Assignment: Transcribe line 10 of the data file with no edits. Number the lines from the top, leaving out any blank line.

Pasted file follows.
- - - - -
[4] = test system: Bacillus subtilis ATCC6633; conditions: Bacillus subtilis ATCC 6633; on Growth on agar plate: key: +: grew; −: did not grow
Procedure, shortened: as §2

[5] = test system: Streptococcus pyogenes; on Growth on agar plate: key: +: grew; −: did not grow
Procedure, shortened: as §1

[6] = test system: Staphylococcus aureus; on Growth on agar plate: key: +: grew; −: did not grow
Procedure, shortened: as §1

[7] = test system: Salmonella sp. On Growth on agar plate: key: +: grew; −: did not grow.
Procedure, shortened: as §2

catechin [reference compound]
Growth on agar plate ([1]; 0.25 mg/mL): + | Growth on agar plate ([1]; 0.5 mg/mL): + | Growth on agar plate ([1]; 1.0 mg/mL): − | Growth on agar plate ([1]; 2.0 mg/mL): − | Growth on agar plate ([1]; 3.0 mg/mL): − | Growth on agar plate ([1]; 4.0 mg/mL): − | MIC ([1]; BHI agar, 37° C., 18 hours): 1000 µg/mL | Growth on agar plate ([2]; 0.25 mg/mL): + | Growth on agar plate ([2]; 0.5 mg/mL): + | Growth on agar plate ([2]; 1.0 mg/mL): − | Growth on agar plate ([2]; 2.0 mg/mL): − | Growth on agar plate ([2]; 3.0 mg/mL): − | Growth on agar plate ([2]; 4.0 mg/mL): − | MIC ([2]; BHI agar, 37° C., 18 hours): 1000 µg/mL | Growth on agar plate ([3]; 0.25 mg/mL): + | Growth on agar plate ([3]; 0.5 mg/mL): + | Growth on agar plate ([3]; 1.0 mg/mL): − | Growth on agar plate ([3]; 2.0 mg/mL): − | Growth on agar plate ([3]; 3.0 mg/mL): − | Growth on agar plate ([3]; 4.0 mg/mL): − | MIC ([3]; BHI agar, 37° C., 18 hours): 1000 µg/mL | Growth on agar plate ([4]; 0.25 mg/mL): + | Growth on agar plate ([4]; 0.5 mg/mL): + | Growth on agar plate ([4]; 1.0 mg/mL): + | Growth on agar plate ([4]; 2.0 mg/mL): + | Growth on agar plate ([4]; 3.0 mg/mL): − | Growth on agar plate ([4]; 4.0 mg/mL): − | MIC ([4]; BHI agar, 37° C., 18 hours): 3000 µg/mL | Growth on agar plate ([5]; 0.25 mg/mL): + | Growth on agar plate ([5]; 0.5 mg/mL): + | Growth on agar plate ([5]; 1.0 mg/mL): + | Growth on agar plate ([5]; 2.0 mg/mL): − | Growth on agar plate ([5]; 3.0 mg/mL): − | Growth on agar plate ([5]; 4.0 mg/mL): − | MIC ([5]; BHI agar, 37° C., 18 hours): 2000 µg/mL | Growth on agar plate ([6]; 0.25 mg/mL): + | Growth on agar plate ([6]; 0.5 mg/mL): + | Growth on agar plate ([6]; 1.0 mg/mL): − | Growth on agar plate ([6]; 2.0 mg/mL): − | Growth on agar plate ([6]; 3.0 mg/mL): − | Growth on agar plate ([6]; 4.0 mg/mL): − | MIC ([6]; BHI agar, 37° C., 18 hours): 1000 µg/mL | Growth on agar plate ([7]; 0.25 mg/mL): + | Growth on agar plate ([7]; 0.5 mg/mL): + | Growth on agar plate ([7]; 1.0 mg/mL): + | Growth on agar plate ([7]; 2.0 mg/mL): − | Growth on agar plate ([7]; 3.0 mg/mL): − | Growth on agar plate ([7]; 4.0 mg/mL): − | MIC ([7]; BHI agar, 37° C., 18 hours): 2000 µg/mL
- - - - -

Growth on agar plate ([1]; 0.25 mg/mL): + | Growth on agar plate ([1]; 0.5 mg/mL): + | Growth on agar plate ([1]; 1.0 mg/mL): − | Growth on agar plate ([1]; 2.0 mg/mL): − | Growth on agar plate ([1]; 3.0 mg/mL): − | Growth on agar plate ([1]; 4.0 mg/mL): − | MIC ([1]; BHI agar, 37° C., 18 hours): 1000 µg/mL | Growth on agar plate ([2]; 0.25 mg/mL): + | Growth on agar plate ([2]; 0.5 mg/mL): + | Growth on agar plate ([2]; 1.0 mg/mL): − | Growth on agar plate ([2]; 2.0 mg/mL): − | Growth on agar plate ([2]; 3.0 mg/mL): − | Growth on agar plate ([2]; 4.0 mg/mL): − | MIC ([2]; BHI agar, 37° C., 18 hours): 1000 µg/mL | Growth on agar plate ([3]; 0.25 mg/mL): + | Growth on agar plate ([3]; 0.5 mg/mL): + | Growth on agar plate ([3]; 1.0 mg/mL): − | Growth on agar plate ([3]; 2.0 mg/mL): − | Growth on agar plate ([3]; 3.0 mg/mL): − | Growth on agar plate ([3]; 4.0 mg/mL): − | MIC ([3]; BHI agar, 37° C., 18 hours): 1000 µg/mL | Growth on agar plate ([4]; 0.25 mg/mL): + | Growth on agar plate ([4]; 0.5 mg/mL): + | Growth on agar plate ([4]; 1.0 mg/mL): + | Growth on agar plate ([4]; 2.0 mg/mL): + | Growth on agar plate ([4]; 3.0 mg/mL): − | Growth on agar plate ([4]; 4.0 mg/mL): − | MIC ([4]; BHI agar, 37° C., 18 hours): 3000 µg/mL | Growth on agar plate ([5]; 0.25 mg/mL): + | Growth on agar plate ([5]; 0.5 mg/mL): + | Growth on agar plate ([5]; 1.0 mg/mL): + | Growth on agar plate ([5]; 2.0 mg/mL): − | Growth on agar plate ([5]; 3.0 mg/mL): − | Growth on agar plate ([5]; 4.0 mg/mL): − | MIC ([5]; BHI agar, 37° C., 18 hours): 2000 µg/mL | Growth on agar plate ([6]; 0.25 mg/mL): + | Growth on agar plate ([6]; 0.5 mg/mL): + | Growth on agar plate ([6]; 1.0 mg/mL): − | Growth on agar plate ([6]; 2.0 mg/mL): − | Growth on agar plate ([6]; 3.0 mg/mL): − | Growth on agar plate ([6]; 4.0 mg/mL): − | MIC ([6]; BHI agar, 37° C., 18 hours): 1000 µg/mL | Growth on agar plate ([7]; 0.25 mg/mL): + | Growth on agar plate ([7]; 0.5 mg/mL): + | Growth on agar plate ([7]; 1.0 mg/mL): + | Growth on agar plate ([7]; 2.0 mg/mL): − | Growth on agar plate ([7]; 3.0 mg/mL): − | Growth on agar plate ([7]; 4.0 mg/mL): − | MIC ([7]; BHI agar, 37° C., 18 hours): 2000 µg/mL